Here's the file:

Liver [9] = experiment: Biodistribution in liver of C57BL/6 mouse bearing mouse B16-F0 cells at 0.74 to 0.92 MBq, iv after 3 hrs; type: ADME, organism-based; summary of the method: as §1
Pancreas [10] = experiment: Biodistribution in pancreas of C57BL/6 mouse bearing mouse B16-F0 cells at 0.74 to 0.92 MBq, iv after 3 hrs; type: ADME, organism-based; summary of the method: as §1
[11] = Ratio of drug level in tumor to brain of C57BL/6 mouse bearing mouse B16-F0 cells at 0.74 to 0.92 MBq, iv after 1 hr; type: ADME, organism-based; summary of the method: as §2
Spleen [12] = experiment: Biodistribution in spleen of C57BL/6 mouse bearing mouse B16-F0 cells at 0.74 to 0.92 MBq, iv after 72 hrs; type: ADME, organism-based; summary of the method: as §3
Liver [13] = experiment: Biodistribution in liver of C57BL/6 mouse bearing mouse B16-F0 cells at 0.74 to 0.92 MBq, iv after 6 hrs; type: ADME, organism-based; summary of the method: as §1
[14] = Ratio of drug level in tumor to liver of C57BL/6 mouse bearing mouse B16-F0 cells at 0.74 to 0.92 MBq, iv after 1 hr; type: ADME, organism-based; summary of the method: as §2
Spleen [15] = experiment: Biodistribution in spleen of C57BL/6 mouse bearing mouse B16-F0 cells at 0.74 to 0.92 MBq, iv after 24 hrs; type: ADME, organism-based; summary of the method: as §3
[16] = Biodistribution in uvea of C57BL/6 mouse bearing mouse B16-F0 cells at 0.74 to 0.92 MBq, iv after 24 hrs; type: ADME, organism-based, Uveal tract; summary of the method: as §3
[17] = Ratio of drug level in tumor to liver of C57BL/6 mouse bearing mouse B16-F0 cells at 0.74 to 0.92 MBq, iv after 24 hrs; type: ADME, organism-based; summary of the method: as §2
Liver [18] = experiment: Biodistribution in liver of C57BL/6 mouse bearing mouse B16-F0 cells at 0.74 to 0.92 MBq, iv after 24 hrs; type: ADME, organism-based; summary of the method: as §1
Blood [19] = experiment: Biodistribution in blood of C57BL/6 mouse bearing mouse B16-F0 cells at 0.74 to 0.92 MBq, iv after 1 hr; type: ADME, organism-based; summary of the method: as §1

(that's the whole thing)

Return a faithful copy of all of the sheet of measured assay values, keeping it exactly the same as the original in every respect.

Liver [9] = experiment: Biodistribution in liver of C57BL/6 mouse bearing mouse B16-F0 cells at 0.74 to 0.92 MBq, iv after 3 hrs; type: ADME, organism-based; summary of the method: as §1
Pancreas [10] = experiment: Biodistribution in pancreas of C57BL/6 mouse bearing mouse B16-F0 cells at 0.74 to 0.92 MBq, iv after 3 hrs; type: ADME, organism-based; summary of the method: as §1
[11] = Ratio of drug level in tumor to brain of C57BL/6 mouse bearing mouse B16-F0 cells at 0.74 to 0.92 MBq, iv after 1 hr; type: ADME, organism-based; summary of the method: as §2
Spleen [12] = experiment: Biodistribution in spleen of C57BL/6 mouse bearing mouse B16-F0 cells at 0.74 to 0.92 MBq, iv after 72 hrs; type: ADME, organism-based; summary of the method: as §3
Liver [13] = experiment: Biodistribution in liver of C57BL/6 mouse bearing mouse B16-F0 cells at 0.74 to 0.92 MBq, iv after 6 hrs; type: ADME, organism-based; summary of the method: as §1
[14] = Ratio of drug level in tumor to liver of C57BL/6 mouse bearing mouse B16-F0 cells at 0.74 to 0.92 MBq, iv after 1 hr; type: ADME, organism-based; summary of the method: as §2
Spleen [15] = experiment: Biodistribution in spleen of C57BL/6 mouse bearing mouse B16-F0 cells at 0.74 to 0.92 MBq, iv after 24 hrs; type: ADME, organism-based; summary of the method: as §3
[16] = Biodistribution in uvea of C57BL/6 mouse bearing mouse B16-F0 cells at 0.74 to 0.92 MBq, iv after 24 hrs; type: ADME, organism-based, Uveal tract; summary of the method: as §3
[17] = Ratio of drug level in tumor to liver of C57BL/6 mouse bearing mouse B16-F0 cells at 0.74 to 0.92 MBq, iv after 24 hrs; type: ADME, organism-based; summary of the method: as §2
Liver [18] = experiment: Biodistribution in liver of C57BL/6 mouse bearing mouse B16-F0 cells at 0.74 to 0.92 MBq, iv after 24 hrs; type: ADME, organism-based; summary of the method: as §1
Blood [19] = experiment: Biodistribution in blood of C57BL/6 mouse bearing mouse B16-F0 cells at 0.74 to 0.92 MBq, iv after 1 hr; type: ADME, organism-based; summary of the method: as §1